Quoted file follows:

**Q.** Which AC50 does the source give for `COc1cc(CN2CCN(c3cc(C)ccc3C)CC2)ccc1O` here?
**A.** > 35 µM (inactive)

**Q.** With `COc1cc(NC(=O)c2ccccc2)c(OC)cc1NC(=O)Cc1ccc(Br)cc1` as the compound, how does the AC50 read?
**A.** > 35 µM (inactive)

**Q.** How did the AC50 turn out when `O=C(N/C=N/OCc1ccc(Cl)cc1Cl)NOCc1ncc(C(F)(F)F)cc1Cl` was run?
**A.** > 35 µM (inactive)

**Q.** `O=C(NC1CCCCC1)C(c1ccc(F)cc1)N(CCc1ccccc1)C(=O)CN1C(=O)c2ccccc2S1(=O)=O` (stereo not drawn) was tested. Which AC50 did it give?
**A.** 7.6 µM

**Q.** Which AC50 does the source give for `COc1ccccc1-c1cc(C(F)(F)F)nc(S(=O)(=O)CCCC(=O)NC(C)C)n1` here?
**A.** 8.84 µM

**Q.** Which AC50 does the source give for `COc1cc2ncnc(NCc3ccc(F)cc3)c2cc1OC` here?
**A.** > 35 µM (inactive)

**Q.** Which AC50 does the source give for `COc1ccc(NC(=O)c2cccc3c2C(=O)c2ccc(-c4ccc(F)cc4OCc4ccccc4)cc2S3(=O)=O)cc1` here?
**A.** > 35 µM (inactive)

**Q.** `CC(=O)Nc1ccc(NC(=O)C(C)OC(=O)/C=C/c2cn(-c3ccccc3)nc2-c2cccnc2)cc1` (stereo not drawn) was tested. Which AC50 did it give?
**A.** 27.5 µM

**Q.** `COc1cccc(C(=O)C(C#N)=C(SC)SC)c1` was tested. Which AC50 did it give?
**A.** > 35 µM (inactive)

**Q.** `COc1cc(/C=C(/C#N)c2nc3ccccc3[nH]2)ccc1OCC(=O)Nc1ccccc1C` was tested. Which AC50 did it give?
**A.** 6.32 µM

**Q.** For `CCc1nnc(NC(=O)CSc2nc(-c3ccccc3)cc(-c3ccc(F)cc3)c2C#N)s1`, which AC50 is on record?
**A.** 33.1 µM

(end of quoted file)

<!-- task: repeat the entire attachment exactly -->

**Q.** Which AC50 does the source give for `COc1cc(CN2CCN(c3cc(C)ccc3C)CC2)ccc1O` here?
**A.** > 35 µM (inactive)

**Q.** With `COc1cc(NC(=O)c2ccccc2)c(OC)cc1NC(=O)Cc1ccc(Br)cc1` as the compound, how does the AC50 read?
**A.** > 35 µM (inactive)

**Q.** How did the AC50 turn out when `O=C(N/C=N/OCc1ccc(Cl)cc1Cl)NOCc1ncc(C(F)(F)F)cc1Cl` was run?
**A.** > 35 µM (inactive)

**Q.** `O=C(NC1CCCCC1)C(c1ccc(F)cc1)N(CCc1ccccc1)C(=O)CN1C(=O)c2ccccc2S1(=O)=O` (stereo not drawn) was tested. Which AC50 did it give?
**A.** 7.6 µM

**Q.** Which AC50 does the source give for `COc1ccccc1-c1cc(C(F)(F)F)nc(S(=O)(=O)CCCC(=O)NC(C)C)n1` here?
**A.** 8.84 µM

**Q.** Which AC50 does the source give for `COc1cc2ncnc(NCc3ccc(F)cc3)c2cc1OC` here?
**A.** > 35 µM (inactive)

**Q.** Which AC50 does the source give for `COc1ccc(NC(=O)c2cccc3c2C(=O)c2ccc(-c4ccc(F)cc4OCc4ccccc4)cc2S3(=O)=O)cc1` here?
**A.** > 35 µM (inactive)

**Q.** `CC(=O)Nc1ccc(NC(=O)C(C)OC(=O)/C=C/c2cn(-c3ccccc3)nc2-c2cccnc2)cc1` (stereo not drawn) was tested. Which AC50 did it give?
**A.** 27.5 µM

**Q.** `COc1cccc(C(=O)C(C#N)=C(SC)SC)c1` was tested. Which AC50 did it give?
**A.** > 35 µM (inactive)

**Q.** `COc1cc(/C=C(/C#N)c2nc3ccccc3[nH]2)ccc1OCC(=O)Nc1ccccc1C` was tested. Which AC50 did it give?
**A.** 6.32 µM

**Q.** For `CCc1nnc(NC(=O)CSc2nc(-c3ccccc3)cc(-c3ccc(F)cc3)c2C#N)s1`, which AC50 is on record?
**A.** 33.1 µM